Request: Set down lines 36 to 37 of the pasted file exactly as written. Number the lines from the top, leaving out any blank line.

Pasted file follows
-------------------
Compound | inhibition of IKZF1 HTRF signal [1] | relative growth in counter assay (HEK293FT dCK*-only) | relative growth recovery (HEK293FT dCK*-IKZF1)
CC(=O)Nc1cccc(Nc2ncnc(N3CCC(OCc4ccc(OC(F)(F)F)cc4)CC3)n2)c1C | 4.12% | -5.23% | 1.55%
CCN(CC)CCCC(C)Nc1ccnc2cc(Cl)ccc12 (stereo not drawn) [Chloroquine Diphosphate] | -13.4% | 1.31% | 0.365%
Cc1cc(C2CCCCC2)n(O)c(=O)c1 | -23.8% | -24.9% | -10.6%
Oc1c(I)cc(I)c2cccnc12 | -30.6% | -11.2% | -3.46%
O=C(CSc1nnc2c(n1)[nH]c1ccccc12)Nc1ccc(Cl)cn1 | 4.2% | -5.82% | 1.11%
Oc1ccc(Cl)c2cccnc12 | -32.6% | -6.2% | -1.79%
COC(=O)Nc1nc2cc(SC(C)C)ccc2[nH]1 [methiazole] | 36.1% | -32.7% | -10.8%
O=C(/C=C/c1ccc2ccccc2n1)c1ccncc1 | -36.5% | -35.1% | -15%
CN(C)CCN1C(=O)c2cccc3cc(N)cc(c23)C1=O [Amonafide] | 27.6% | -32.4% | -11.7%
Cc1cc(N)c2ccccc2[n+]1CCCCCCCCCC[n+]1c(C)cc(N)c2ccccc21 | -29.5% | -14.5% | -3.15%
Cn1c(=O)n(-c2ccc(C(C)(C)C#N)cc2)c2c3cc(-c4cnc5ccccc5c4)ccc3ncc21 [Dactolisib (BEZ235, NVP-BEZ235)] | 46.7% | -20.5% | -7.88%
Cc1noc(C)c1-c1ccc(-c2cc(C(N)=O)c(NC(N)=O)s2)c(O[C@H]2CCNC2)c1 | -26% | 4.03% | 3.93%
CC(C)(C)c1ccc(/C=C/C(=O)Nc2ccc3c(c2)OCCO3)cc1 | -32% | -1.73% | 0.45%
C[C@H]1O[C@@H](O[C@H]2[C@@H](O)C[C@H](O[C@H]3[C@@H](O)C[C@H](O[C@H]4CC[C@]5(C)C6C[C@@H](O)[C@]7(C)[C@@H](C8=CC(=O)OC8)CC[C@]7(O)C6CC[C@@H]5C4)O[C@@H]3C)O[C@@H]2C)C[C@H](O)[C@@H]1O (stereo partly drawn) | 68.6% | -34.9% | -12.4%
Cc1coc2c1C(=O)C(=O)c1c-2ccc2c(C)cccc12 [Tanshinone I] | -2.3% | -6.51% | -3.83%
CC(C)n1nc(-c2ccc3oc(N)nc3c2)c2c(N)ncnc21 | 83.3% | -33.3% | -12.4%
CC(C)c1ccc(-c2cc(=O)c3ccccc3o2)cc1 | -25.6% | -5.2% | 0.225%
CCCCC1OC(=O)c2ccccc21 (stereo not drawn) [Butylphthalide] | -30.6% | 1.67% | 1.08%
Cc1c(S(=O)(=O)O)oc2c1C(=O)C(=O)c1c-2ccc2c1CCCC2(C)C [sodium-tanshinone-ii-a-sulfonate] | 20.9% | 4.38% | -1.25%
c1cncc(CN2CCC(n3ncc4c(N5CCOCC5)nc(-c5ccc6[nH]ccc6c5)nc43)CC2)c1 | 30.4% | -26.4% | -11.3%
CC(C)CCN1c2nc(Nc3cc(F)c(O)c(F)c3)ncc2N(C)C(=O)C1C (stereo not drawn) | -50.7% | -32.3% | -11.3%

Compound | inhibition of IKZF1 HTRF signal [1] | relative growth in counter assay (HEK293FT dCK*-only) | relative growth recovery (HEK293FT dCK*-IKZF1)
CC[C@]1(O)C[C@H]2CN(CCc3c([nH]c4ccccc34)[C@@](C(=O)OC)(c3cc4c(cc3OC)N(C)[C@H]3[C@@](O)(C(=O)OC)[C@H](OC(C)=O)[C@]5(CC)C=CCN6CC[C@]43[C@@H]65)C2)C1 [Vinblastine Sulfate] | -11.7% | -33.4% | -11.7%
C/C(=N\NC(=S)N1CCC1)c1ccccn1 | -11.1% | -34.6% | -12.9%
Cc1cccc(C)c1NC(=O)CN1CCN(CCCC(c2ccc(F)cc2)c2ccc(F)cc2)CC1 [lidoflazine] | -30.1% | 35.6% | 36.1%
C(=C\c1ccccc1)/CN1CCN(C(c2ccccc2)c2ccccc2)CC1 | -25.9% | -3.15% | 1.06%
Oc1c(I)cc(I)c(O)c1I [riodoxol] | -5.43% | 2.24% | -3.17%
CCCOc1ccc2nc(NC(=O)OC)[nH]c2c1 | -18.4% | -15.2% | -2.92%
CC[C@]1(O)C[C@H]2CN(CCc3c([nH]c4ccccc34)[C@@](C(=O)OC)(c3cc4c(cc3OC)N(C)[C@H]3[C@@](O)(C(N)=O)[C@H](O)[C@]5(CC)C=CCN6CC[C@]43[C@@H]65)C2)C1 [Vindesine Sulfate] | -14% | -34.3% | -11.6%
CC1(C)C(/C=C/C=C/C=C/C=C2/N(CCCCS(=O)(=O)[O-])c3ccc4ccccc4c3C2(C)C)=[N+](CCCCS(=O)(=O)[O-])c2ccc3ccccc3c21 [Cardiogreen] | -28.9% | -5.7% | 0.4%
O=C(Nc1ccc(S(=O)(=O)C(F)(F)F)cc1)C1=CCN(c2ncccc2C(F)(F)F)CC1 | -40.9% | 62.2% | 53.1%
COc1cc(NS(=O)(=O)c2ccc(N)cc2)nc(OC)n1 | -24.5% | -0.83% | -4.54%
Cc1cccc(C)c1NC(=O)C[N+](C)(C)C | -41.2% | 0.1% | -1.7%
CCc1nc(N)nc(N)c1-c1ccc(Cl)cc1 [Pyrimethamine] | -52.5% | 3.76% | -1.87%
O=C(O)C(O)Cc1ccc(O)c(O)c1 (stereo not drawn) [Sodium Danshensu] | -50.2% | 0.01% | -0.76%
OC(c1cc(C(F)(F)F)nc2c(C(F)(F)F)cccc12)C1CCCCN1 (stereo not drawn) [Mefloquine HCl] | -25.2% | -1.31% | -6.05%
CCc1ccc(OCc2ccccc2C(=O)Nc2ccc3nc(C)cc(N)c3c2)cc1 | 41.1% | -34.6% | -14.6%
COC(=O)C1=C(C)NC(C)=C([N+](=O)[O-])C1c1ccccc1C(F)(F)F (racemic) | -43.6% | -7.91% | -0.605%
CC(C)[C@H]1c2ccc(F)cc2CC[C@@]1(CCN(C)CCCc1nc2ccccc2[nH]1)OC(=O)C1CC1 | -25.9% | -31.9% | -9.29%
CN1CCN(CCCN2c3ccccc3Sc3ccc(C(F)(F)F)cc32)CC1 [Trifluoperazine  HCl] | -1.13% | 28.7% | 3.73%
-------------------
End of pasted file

O=C(O)C(O)Cc1ccc(O)c(O)c1 (stereo not drawn) [Sodium Danshensu] | -50.2% | 0.01% | -0.76%
OC(c1cc(C(F)(F)F)nc2c(C(F)(F)F)cccc12)C1CCCCN1 (stereo not drawn) [Mefloquine HCl] | -25.2% | -1.31% | -6.05%